The same is true, of course, if matters are moving in the other direction.

The framers of our Constitution wisely prevented this from happening by writing the First Amendment. But the same problem—the same injustice—is inherent in tax-supported schools because education is not a religiously neutral undertaking. Every subject in every school is taught from the perspective of the worldview—the religious presuppositions—of the teacher (and the textbook authors).

Roman Catholics understood this very early. They developed the parochial school system because in the early days America’s public schools were too Protestant—the teachers, the curriculum, everything. There were Bible readings (inappropriate for Catholics, at the time), Bible instruction (from a Protestant perspective), Protestant catechisms, and Protestant prayers. This meant that Roman Catholic parents were forced to pay for the Protestantizing of their children. They decided it was better to pull their kids out of the public schools and start their own. The problem was…they had to pay for both. They paid for the public school system with their tax dollars and their own schools through tuition—the same injustice as a tax-supported church.

Someone will say, “We no longer have Bible readings in the public schools. Nor any catechisms or prayers. So we have overcome the problem, right?”

Not at all. We’ve just exchanged one form of religious instruction for another. School children are no longer being instructed in a kind of watered-down, generic Protestantism, but in an anti-Christian secularism. It’s not that schools openly declare the non-existence of God. They just ignore Him. But the very omission of any consideration of God in the educational process teaches children to think that He is irrelevant to life and learning. And this is a far more subtle—and therefore a far more effective—form of indoctrination. Just begin with the assumption. Never identify it. Never call attention to it. Just leave God out of the discussion and the kids will get the hint.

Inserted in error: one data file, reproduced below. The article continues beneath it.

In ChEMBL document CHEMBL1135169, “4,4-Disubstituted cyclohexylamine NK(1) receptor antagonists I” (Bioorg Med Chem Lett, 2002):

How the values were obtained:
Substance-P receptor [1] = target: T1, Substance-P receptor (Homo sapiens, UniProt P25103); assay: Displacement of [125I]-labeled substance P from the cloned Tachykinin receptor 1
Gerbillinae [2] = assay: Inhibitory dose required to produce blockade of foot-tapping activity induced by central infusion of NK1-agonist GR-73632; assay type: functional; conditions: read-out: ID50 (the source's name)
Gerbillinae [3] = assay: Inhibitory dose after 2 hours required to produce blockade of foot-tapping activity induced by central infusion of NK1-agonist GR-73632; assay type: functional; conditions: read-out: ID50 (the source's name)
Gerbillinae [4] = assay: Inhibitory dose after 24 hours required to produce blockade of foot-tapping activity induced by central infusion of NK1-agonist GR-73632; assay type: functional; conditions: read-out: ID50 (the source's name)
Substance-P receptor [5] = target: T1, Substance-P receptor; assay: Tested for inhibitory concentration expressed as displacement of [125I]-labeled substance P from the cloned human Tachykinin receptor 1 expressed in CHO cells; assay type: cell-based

The upshot of it all is that instead of the public school system being unjust only toward Roman Catholics, it’s unjust toward all Christians equally.

Thursday, June 19, 2008

There’s Trouble a-brewin’ in Louisiana

Earlier this week, the Louisiana State Senate voted 36-0 to approve a bill that passed the House by a vote of 94-3. The bill would allow science teachers to use supplemental materials, in addition to state-issued textbooks, on issues like evolution, global warming, and human cloning. The purpose of the supplemental materials, the bill explains, is to encourage “critical thinking skills, logical analysis and open and objective discussion of scientific theories being studied.” The bill is particularly aimed at giving teachers the assurance of academic freedom to actually teach that there is such a thing as a controversy over these subjects (especially evolution), instead of simply being intimidated into silence.

Governor Bobby Jindal is expected to sign the bill.

As you can imagine the secular fundamentalists are in a tizzy. The bill—titled “The Louisiana Science Education Act”—allows the state Board of Elementary and Secondary Education to act upon complaints and toss out any supplemental material it deems to be inappropriate. But that’s not good enough for adherents to the reigning evolutionary orthodoxy. The Darwinian dogmatists have declared their unwillingness to allow any contrary views whatsoever. To do so, they say, amounts to smuggling religion into the classroom, which of course we can never, no never have.

Barry Lynn, executive director for Americans United for the Separation of Church and State, is ready to run to the children’s defense. “If this bill passes, and religious materials are brought into Louisiana public school as a result, we will go to court to seek justice for the state’s children.”